The University Senate, a body of shared governance between students and faculty that decides and adjusts Hofstra’s bylaws, met for the fourth time this semester on December 10. The group met to discuss progress of their own subdivided committees and to discuss four new proposals for resolution. On the agenda were discussion of evaluation of deans, academic credit for significant leadership and service positions on campus, and a parking ban resolution that addressed student parking on South Campus.
After long and opinionated debate, the proposal for the evaluation of deans was approved, stating that adjunct deans will be evaluated every three years and other deans evaluated every two years. It will be passed on to the faculty committee for vote.
The agenda continued with proposal for academic credit for students with on-campus leadership positions. Undergraduate Affairs Chair Victor Lopez suggested that giving academic credit to students with higher leadership positions is a conflict of interest. The senate agreed to discuss the issue at the next University Senate meeting after Lopez was contacted through email by Co-Director of the Center Civic Engagement Greg Maney for additional discussion of the conflict of interest the resolution would place on students and faculty if passed at its current state.
The last and most crucial issue for students was a parking ban resolution of South Campus. This ban at its present condition states that students residing in dorms on North Campus are banned from parking on South Campus between 7 a.m. and 4 p.m. on weekdays during fall and spring semesters.
The original proposal was first brought to the attention of the committee in 2005. Planning and Budget Committee Chair Elizabeth Venuti said that although the resolution was passed by Planning and Budget in 2005, “for some reasons it fell through the cracks.” Venuti suggested that “in spirit of proper process it would be to bring it to the faculty, not rework it in committees.”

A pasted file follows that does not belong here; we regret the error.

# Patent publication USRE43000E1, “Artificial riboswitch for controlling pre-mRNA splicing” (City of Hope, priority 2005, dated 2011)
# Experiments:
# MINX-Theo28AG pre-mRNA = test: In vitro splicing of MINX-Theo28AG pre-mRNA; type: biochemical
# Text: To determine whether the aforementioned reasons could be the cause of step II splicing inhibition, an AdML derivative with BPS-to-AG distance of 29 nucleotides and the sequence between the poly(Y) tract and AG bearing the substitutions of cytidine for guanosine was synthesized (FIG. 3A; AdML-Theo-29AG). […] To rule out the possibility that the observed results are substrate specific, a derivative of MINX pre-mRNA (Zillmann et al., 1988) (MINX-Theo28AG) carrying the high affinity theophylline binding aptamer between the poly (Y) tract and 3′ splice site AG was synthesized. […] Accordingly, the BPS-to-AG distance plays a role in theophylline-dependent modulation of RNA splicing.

Senate Executive Committee Chair Stuart Bass recognized that the parking ban is a “Band-Aid solution,” and that it would be only the first step in dealing with Hofstra’s parking conflicts.
“I suggest we enforce it in the first step of a very serious situation,” said Bass.
The senate argued points for and against the ban, mentioning resident students who might need access to these parking lots, such as students from the School of Education who might need to load and unload their equipment; the concerns of School of Communication students; and talks with Public Safety about requests for temporary passes for eligible students.
Vice President of Student Affairs Sandy Johnson pointed out that there has been no recent communication with Public Safety on the topic, and as such the Senate should begin talks with the office soon.
The resolution was approved with a large majority vote, with the agreement that priority parking will be considered in the resolution’s final drafts. As with any approved proposition, it will go to the Full Faculty for vote and continue with its usual process of approval by the Provost’s office and then President Rabinowitz.
Currently, resident students are allowed to park on the academic side of campus as long as it is not designated as specific commuter or faculty parking. If the resolution fully passes, it will most likely go into effect in fall 2013.